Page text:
When I was 7 or 8, I witnessed a scene that left a lasting impression on me. My mum was cleaning our house for about two hours. I was fairly young and not able to help yet, but old enough to appreciate how hard she worked. Sweat trickled down her temples and onto the wooden floor which she methodically wiped away with an old grey sack we used to wash the floors with. When she got to the bottom of the stairs, she stopped to take a break, leaving a bucket of dirty water and the old sack by the entrance door.
Within five minutes of her completing the task, I heard a noise in the front garden. A relative of ours showed up unannounced. Guests come without warning in Azerbaijan, and they are treated like gods. People are house-proud and it used to annoy me no end that we had to clean every day and have a stash of sweets ready just in case someone turned up without warning.
I rushed down the stairs to give this aunty a hug by the entrance door, when I glimpsed a disapproving look on her face.
‘Are we interrupting? It looks like you are cleaning the house.’
‘No,’ I said. ‘Mum has finished a couple of minutes ago.’
‘But she left this here?’ she said, her round face with pink cheeks betraying incredulity. The corners of her thin lips pressed down and the nostrils of her large nose flared. I fidgeted on the spot, realising that all my mum’s hard work of cleaning got cancelled out by her not finishing the task.
For many years to come, every time I finished cleaning the house, I remembered this aunt’s expression. However tired I felt, never once did I leave a bucket outside. At some level, I must have made a vow to never leave things unfinished; otherwise, all the work you put in simply doesn’t count.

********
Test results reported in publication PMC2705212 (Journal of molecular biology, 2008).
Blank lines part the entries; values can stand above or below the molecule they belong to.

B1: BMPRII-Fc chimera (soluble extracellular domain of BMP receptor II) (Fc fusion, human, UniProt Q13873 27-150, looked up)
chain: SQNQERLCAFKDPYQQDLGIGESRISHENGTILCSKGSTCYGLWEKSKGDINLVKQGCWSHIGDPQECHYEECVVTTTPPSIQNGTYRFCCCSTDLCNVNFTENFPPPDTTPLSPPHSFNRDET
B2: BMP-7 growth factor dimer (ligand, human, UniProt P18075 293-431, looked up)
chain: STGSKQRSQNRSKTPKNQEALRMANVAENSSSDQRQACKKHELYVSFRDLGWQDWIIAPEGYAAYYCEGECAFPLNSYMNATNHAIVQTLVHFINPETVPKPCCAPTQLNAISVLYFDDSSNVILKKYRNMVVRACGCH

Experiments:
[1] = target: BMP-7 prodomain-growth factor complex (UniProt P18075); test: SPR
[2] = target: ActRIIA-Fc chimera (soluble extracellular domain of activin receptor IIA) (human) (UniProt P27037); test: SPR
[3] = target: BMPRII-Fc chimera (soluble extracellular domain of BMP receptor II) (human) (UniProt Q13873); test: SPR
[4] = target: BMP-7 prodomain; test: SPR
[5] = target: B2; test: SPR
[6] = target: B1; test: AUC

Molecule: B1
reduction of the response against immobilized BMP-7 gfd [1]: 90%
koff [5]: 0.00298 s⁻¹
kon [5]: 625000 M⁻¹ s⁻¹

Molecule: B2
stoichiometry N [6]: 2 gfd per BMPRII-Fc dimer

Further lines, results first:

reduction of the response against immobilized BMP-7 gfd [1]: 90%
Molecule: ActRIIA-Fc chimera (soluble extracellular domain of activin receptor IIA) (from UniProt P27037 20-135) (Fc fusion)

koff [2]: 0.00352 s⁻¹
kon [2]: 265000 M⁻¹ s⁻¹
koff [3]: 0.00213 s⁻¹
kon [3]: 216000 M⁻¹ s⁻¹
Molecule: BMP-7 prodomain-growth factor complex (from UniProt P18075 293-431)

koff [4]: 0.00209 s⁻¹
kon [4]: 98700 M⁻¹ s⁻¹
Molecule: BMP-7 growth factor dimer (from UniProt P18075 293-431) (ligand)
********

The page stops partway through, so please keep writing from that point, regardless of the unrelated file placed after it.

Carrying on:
I don’t know whether it was this incident that formed this habit in me, but I always complete what I begin. This is not to say completions come easily to me. I work hard and sometimes it takes longer than I would have liked, but I get there.
I’m pleased to say that I have two completions to report today. I’m now a certified Compassion Key facilitator. We had our celebratory call on 16 August, and now it’s official. I’m over the moon that six months of hard work and over 70 hours of practice sessions later, I’m certified!
To celebrate, I’ve prepared a new offering called ‘The Joy of Completion’. If you’ve been struggling to finish a project (a book, story, play, or just about anything you’ve begun and can’t see it through), then check it out. Our projects can be viewed as a proxy for our life. In my experience,
unfinished business often equals an unfinished book.
I’m making introductory offers not to be missed. They are valid until 5 September. This is a very special offering because it’s in full alignment with my values. Let me help you to experience the joy of completion. Oh, and if you know someone else who could benefit from this, then please share.